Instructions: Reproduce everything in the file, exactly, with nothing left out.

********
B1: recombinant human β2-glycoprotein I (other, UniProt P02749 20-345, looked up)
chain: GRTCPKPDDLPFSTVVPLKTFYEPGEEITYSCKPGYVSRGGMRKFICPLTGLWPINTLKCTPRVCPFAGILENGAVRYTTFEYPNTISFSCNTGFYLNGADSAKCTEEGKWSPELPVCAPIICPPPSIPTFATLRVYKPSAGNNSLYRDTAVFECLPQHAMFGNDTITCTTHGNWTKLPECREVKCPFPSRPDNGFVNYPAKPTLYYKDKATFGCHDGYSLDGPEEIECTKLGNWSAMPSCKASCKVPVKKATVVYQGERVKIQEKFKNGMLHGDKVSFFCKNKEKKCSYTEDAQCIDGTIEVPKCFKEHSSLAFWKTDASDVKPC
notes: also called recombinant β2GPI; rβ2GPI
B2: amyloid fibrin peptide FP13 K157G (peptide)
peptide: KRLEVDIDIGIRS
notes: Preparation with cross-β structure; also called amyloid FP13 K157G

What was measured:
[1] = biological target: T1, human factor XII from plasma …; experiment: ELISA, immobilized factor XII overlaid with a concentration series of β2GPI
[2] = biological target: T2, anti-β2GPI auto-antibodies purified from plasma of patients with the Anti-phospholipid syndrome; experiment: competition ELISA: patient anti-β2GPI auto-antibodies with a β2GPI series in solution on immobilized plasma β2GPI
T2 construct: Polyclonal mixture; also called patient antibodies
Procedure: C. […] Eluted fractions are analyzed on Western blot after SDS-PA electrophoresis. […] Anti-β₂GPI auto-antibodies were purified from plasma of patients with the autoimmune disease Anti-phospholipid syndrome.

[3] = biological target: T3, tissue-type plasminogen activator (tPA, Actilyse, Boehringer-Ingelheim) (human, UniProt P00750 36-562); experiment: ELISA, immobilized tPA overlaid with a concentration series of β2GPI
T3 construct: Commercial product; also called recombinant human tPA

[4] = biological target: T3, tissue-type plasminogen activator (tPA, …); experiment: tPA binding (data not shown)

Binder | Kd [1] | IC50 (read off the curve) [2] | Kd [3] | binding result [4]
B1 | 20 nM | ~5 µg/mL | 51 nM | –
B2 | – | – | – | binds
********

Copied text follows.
B1: recombinant human β2-glycoprotein I (other, UniProt P02749 20-345, looked up)
chain: GRTCPKPDDLPFSTVVPLKTFYEPGEEITYSCKPGYVSRGGMRKFICPLTGLWPINTLKCTPRVCPFAGILENGAVRYTTFEYPNTISFSCNTGFYLNGADSAKCTEEGKWSPELPVCAPIICPPPSIPTFATLRVYKPSAGNNSLYRDTAVFECLPQHAMFGNDTITCTTHGNWTKLPECREVKCPFPSRPDNGFVNYPAKPTLYYKDKATFGCHDGYSLDGPEEIECTKLGNWSAMPSCKASCKVPVKKATVVYQGERVKIQEKFKNGMLHGDKVSFFCKNKEKKCSYTEDAQCIDGTIEVPKCFKEHSSLAFWKTDASDVKPC
notes: also called recombinant β2GPI; rβ2GPI
B2: amyloid fibrin peptide FP13 K157G (peptide)
peptide: KRLEVDIDIGIRS
notes: Preparation with cross-β structure; also called amyloid FP13 K157G

What was measured:
[1] = biological target: T1, human factor XII from plasma …; experiment: ELISA, immobilized factor XII overlaid with a concentration series of β2GPI
[2] = biological target: T2, anti-β2GPI auto-antibodies purified from plasma of patients with the Anti-phospholipid syndrome; experiment: competition ELISA: patient anti-β2GPI auto-antibodies with a β2GPI series in solution on immobilized plasma β2GPI
T2 construct: Polyclonal mixture; also called patient antibodies
Procedure: C. […] Eluted fractions are analyzed on Western blot after SDS-PA electrophoresis. […] Anti-β₂GPI auto-antibodies were purified from plasma of patients with the autoimmune disease Anti-phospholipid syndrome.

[3] = biological target: T3, tissue-type plasminogen activator (tPA, Actilyse, Boehringer-Ingelheim) (human, UniProt P00750 36-562); experiment: ELISA, immobilized tPA overlaid with a concentration series of β2GPI
T3 construct: Commercial product; also called recombinant human tPA

[4] = biological target: T3, tissue-type plasminogen activator (tPA, …); experiment: tPA binding (data not shown)

Binder | Kd [1] | IC50 (read off the curve) [2] | Kd [3] | binding result [4]
B1 | 20 nM | ~5 µg/mL | 51 nM | –
B2 | – | – | – | binds